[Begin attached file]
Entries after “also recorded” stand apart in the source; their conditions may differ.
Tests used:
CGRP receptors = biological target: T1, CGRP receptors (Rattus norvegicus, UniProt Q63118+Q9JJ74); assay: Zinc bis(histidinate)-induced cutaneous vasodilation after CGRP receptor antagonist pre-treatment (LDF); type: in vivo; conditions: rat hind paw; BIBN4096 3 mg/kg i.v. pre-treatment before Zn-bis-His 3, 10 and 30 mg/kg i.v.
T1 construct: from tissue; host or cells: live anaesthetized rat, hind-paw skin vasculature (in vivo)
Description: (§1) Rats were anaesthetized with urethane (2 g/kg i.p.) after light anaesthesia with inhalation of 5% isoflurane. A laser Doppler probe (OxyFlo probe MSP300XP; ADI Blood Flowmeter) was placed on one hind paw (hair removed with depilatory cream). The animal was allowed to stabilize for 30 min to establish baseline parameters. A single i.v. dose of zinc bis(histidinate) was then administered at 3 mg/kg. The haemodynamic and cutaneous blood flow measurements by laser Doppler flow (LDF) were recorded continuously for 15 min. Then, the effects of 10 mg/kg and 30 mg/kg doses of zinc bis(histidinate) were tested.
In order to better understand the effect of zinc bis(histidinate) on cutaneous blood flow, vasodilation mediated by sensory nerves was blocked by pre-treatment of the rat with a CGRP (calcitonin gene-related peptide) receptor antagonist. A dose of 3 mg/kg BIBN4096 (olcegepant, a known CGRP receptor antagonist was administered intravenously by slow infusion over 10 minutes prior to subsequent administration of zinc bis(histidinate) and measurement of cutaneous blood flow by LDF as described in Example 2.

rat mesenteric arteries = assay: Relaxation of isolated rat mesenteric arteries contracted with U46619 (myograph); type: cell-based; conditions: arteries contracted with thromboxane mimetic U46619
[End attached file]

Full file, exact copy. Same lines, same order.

Entries after “also recorded” stand apart in the source; their conditions may differ.
Tests used:
CGRP receptors = biological target: T1, CGRP receptors (Rattus norvegicus, UniProt Q63118+Q9JJ74); assay: Zinc bis(histidinate)-induced cutaneous vasodilation after CGRP receptor antagonist pre-treatment (LDF); type: in vivo; conditions: rat hind paw; BIBN4096 3 mg/kg i.v. pre-treatment before Zn-bis-His 3, 10 and 30 mg/kg i.v.
T1 construct: from tissue; host or cells: live anaesthetized rat, hind-paw skin vasculature (in vivo)
Description: (§1) Rats were anaesthetized with urethane (2 g/kg i.p.) after light anaesthesia with inhalation of 5% isoflurane. A laser Doppler probe (OxyFlo probe MSP300XP; ADI Blood Flowmeter) was placed on one hind paw (hair removed with depilatory cream). The animal was allowed to stabilize for 30 min to establish baseline parameters. A single i.v. dose of zinc bis(histidinate) was then administered at 3 mg/kg. The haemodynamic and cutaneous blood flow measurements by laser Doppler flow (LDF) were recorded continuously for 15 min. Then, the effects of 10 mg/kg and 30 mg/kg doses of zinc bis(histidinate) were tested.
In order to better understand the effect of zinc bis(histidinate) on cutaneous blood flow, vasodilation mediated by sensory nerves was blocked by pre-treatment of the rat with a CGRP (calcitonin gene-related peptide) receptor antagonist. A dose of 3 mg/kg BIBN4096 (olcegepant, a known CGRP receptor antagonist was administered intravenously by slow infusion over 10 minutes prior to subsequent administration of zinc bis(histidinate) and measurement of cutaneous blood flow by LDF as described in Example 2.

rat mesenteric arteries = assay: Relaxation of isolated rat mesenteric arteries contracted with U46619 (myograph); type: cell-based; conditions: arteries contracted with thromboxane mimetic U46619